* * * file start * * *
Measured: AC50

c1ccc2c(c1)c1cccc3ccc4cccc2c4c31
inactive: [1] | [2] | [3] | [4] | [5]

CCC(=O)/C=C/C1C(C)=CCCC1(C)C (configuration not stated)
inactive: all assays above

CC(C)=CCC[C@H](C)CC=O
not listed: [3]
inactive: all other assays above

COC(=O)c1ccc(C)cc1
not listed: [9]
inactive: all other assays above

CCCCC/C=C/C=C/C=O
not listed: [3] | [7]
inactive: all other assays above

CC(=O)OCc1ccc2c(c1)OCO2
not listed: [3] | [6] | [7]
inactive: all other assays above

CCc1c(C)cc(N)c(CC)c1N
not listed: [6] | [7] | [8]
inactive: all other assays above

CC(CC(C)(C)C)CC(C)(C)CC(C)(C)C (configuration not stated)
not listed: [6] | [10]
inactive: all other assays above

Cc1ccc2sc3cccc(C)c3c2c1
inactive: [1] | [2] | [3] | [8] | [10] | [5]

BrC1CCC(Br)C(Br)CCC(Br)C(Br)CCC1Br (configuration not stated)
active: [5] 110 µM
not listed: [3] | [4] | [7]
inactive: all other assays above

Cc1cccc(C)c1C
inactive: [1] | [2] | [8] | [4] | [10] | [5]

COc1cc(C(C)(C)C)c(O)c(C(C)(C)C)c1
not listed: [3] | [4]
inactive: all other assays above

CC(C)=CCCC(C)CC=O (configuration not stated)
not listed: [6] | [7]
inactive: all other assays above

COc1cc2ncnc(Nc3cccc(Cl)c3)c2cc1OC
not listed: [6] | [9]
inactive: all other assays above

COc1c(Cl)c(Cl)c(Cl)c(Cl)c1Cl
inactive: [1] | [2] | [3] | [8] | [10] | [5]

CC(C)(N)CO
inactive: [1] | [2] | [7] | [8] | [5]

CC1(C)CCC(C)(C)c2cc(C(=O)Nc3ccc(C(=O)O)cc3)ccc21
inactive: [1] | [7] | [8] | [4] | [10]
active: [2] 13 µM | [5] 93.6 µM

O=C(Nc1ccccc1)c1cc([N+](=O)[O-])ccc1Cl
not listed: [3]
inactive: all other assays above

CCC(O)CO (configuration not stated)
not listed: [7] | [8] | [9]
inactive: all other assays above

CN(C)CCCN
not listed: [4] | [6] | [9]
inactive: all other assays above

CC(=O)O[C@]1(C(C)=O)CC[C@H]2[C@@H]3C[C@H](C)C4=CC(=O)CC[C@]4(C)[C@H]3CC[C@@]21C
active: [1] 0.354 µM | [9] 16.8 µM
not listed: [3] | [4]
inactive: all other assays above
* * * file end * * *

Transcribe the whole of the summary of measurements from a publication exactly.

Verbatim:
Measured: AC50

c1ccc2c(c1)c1cccc3ccc4cccc2c4c31
inactive: [1] | [2] | [3] | [4] | [5]

CCC(=O)/C=C/C1C(C)=CCCC1(C)C (configuration not stated)
inactive: all assays above

CC(C)=CCC[C@H](C)CC=O
not listed: [3]
inactive: all other assays above

COC(=O)c1ccc(C)cc1
not listed: [9]
inactive: all other assays above

CCCCC/C=C/C=C/C=O
not listed: [3] | [7]
inactive: all other assays above

CC(=O)OCc1ccc2c(c1)OCO2
not listed: [3] | [6] | [7]
inactive: all other assays above

CCc1c(C)cc(N)c(CC)c1N
not listed: [6] | [7] | [8]
inactive: all other assays above

CC(CC(C)(C)C)CC(C)(C)CC(C)(C)C (configuration not stated)
not listed: [6] | [10]
inactive: all other assays above

Cc1ccc2sc3cccc(C)c3c2c1
inactive: [1] | [2] | [3] | [8] | [10] | [5]

BrC1CCC(Br)C(Br)CCC(Br)C(Br)CCC1Br (configuration not stated)
active: [5] 110 µM
not listed: [3] | [4] | [7]
inactive: all other assays above

Cc1cccc(C)c1C
inactive: [1] | [2] | [8] | [4] | [10] | [5]

COc1cc(C(C)(C)C)c(O)c(C(C)(C)C)c1
not listed: [3] | [4]
inactive: all other assays above

CC(C)=CCCC(C)CC=O (configuration not stated)
not listed: [6] | [7]
inactive: all other assays above

COc1cc2ncnc(Nc3cccc(Cl)c3)c2cc1OC
not listed: [6] | [9]
inactive: all other assays above

COc1c(Cl)c(Cl)c(Cl)c(Cl)c1Cl
inactive: [1] | [2] | [3] | [8] | [10] | [5]

CC(C)(N)CO
inactive: [1] | [2] | [7] | [8] | [5]

CC1(C)CCC(C)(C)c2cc(C(=O)Nc3ccc(C(=O)O)cc3)ccc21
inactive: [1] | [7] | [8] | [4] | [10]
active: [2] 13 µM | [5] 93.6 µM

O=C(Nc1ccccc1)c1cc([N+](=O)[O-])ccc1Cl
not listed: [3]
inactive: all other assays above

CCC(O)CO (configuration not stated)
not listed: [7] | [8] | [9]
inactive: all other assays above

CN(C)CCCN
not listed: [4] | [6] | [9]
inactive: all other assays above

CC(=O)O[C@]1(C(C)=O)CC[C@H]2[C@@H]3C[C@H](C)C4=CC(=O)CC[C@]4(C)[C@H]3CC[C@@]21C
active: [1] 0.354 µM | [9] 16.8 µM
not listed: [3] | [4]
inactive: all other assays above